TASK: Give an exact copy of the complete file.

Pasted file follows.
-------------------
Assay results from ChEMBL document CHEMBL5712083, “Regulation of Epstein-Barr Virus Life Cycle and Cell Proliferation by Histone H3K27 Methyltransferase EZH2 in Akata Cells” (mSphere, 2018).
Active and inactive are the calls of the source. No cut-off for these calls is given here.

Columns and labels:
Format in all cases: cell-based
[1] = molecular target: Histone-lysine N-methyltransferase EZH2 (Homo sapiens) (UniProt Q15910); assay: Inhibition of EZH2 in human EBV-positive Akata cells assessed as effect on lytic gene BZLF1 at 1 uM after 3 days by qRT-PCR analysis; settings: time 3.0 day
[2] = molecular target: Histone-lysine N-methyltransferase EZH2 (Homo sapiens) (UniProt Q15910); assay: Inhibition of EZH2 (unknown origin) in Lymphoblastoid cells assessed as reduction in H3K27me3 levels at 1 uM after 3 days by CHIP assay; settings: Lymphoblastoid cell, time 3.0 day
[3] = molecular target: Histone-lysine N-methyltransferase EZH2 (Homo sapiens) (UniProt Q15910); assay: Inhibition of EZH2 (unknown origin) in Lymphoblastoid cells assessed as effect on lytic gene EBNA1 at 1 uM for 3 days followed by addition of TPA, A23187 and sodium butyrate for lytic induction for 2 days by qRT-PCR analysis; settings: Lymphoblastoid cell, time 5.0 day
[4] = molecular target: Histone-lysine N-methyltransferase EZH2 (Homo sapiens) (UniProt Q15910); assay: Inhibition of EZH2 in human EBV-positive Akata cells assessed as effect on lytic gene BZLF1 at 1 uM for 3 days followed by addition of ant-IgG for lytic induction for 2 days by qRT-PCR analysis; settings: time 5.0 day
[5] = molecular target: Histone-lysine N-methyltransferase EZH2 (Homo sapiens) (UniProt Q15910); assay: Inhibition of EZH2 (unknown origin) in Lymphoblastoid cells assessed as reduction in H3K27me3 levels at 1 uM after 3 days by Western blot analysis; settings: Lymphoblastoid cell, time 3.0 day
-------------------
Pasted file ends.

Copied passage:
Assay results from ChEMBL document CHEMBL5712083, “Regulation of Epstein-Barr Virus Life Cycle and Cell Proliferation by Histone H3K27 Methyltransferase EZH2 in Akata Cells” (mSphere, 2018).
Active and inactive are the calls of the source. No cut-off for these calls is given here.

Columns and labels:
Format in all cases: cell-based
[1] = molecular target: Histone-lysine N-methyltransferase EZH2 (Homo sapiens) (UniProt Q15910); assay: Inhibition of EZH2 in human EBV-positive Akata cells assessed as effect on lytic gene BZLF1 at 1 uM after 3 days by qRT-PCR analysis; settings: time 3.0 day
[2] = molecular target: Histone-lysine N-methyltransferase EZH2 (Homo sapiens) (UniProt Q15910); assay: Inhibition of EZH2 (unknown origin) in Lymphoblastoid cells assessed as reduction in H3K27me3 levels at 1 uM after 3 days by CHIP assay; settings: Lymphoblastoid cell, time 3.0 day
[3] = molecular target: Histone-lysine N-methyltransferase EZH2 (Homo sapiens) (UniProt Q15910); assay: Inhibition of EZH2 (unknown origin) in Lymphoblastoid cells assessed as effect on lytic gene EBNA1 at 1 uM for 3 days followed by addition of TPA, A23187 and sodium butyrate for lytic induction for 2 days by qRT-PCR analysis; settings: Lymphoblastoid cell, time 5.0 day
[4] = molecular target: Histone-lysine N-methyltransferase EZH2 (Homo sapiens) (UniProt Q15910); assay: Inhibition of EZH2 in human EBV-positive Akata cells assessed as effect on lytic gene BZLF1 at 1 uM for 3 days followed by addition of ant-IgG for lytic induction for 2 days by qRT-PCR analysis; settings: time 5.0 day
[5] = molecular target: Histone-lysine N-methyltransferase EZH2 (Homo sapiens) (UniProt Q15910); assay: Inhibition of EZH2 (unknown origin) in Lymphoblastoid cells assessed as reduction in H3K27me3 levels at 1 uM after 3 days by Western blot analysis; settings: Lymphoblastoid cell, time 3.0 day